In, To Build a Fire, the man is shown to be woefully inept at survival and in the end, is deemed by nature to be unworthy. The dog, a creature of nature, is used by the author as a 'foil' of sorts. He is better able to take care of himself in such situations. The dog doesn't feel the cold, but the man does. The instincts that allow the dog to survive are the very instincts that the man possesses, too, but chooses to ignore.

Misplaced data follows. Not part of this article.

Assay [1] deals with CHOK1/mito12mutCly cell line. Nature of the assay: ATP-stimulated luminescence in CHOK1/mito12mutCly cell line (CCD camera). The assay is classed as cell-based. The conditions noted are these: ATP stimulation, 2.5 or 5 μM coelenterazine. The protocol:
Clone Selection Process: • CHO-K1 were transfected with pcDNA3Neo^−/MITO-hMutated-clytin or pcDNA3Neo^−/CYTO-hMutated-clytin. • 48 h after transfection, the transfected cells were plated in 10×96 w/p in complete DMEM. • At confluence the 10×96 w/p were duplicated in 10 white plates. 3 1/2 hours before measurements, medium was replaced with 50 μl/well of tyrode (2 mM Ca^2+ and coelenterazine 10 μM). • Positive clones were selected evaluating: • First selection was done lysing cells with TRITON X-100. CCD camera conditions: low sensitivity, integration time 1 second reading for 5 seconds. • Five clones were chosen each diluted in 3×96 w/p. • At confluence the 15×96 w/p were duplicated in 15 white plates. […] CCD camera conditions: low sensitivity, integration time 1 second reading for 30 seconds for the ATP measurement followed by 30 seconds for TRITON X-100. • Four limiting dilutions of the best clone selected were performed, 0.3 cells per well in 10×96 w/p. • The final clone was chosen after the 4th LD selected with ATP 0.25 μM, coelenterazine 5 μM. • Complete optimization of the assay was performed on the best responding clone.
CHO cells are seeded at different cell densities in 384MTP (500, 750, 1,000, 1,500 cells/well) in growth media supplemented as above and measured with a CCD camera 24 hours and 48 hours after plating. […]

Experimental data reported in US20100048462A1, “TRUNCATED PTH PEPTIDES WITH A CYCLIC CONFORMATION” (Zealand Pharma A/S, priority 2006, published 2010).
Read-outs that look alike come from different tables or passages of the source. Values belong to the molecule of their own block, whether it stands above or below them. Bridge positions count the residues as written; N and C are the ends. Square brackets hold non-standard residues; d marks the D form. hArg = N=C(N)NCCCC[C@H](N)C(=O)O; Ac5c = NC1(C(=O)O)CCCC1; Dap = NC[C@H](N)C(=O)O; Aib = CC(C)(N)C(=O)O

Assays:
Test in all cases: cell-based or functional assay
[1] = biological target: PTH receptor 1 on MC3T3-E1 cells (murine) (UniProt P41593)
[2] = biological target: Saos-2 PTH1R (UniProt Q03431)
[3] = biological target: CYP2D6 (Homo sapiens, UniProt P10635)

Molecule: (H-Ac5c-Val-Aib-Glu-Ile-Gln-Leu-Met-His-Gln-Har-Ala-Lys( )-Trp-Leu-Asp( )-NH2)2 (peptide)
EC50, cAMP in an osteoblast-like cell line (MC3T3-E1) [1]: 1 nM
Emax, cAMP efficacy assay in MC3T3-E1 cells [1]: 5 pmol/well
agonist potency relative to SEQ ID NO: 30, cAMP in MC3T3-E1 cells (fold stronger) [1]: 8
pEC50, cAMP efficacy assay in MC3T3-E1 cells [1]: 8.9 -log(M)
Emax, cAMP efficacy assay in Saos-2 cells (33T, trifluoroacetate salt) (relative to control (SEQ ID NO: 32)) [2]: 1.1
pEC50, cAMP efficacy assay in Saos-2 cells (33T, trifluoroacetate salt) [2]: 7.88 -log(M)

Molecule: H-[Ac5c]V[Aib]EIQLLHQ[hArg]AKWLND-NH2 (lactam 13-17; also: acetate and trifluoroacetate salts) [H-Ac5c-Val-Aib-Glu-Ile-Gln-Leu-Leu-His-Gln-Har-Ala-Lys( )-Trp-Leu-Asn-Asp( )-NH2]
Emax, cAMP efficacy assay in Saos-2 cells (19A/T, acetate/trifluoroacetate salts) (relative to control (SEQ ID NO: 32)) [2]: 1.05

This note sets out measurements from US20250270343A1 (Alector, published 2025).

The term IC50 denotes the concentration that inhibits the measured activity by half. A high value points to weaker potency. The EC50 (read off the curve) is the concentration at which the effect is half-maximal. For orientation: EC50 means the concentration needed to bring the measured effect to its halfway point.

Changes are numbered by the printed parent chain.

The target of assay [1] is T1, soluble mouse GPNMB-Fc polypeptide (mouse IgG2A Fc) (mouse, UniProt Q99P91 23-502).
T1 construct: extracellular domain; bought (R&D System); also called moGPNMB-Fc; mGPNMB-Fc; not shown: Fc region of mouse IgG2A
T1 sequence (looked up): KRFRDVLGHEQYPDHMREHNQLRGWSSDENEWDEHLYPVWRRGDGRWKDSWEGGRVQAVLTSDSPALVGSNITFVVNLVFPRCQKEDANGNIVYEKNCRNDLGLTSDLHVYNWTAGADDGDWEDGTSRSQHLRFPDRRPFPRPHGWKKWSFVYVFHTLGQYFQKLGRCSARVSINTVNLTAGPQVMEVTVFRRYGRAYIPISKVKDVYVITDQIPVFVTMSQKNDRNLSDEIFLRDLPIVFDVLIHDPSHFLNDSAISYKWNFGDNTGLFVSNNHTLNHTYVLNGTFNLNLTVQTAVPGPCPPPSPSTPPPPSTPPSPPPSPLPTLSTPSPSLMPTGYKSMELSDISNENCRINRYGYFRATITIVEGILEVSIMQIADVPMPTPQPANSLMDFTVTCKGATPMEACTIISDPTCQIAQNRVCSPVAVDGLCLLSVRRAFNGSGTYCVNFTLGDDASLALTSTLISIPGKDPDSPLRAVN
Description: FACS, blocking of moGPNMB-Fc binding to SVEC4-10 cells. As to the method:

The real comparison comes when the dog gets his legs wet and the dog understands that walking on them will mean death. Lastly, when it is evident that the man is dead, the dog howls once, then turns on his heel and goes back to the town where he will find food, shelter, and fire.